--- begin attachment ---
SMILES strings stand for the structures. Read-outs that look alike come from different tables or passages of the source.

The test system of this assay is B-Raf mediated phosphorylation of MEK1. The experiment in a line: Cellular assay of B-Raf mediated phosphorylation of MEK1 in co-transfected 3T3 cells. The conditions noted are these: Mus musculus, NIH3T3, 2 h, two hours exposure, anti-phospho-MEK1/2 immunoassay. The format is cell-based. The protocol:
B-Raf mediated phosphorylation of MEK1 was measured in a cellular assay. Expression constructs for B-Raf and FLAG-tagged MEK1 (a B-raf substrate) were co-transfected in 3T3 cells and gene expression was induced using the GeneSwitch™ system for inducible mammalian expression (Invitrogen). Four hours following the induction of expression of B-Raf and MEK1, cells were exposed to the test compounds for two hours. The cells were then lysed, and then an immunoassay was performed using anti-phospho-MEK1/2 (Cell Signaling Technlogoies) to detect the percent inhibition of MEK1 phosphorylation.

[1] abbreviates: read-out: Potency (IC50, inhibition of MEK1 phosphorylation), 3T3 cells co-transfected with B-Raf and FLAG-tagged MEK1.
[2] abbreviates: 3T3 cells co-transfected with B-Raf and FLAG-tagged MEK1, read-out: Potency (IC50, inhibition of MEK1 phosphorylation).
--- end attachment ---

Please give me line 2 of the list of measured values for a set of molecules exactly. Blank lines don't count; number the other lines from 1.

The test system of this assay is B-Raf mediated phosphorylation of MEK1. The experiment in a line: Cellular assay of B-Raf mediated phosphorylation of MEK1 in co-transfected 3T3 cells. The conditions noted are these: Mus musculus, NIH3T3, 2 h, two hours exposure, anti-phospho-MEK1/2 immunoassay. The format is cell-based. The protocol: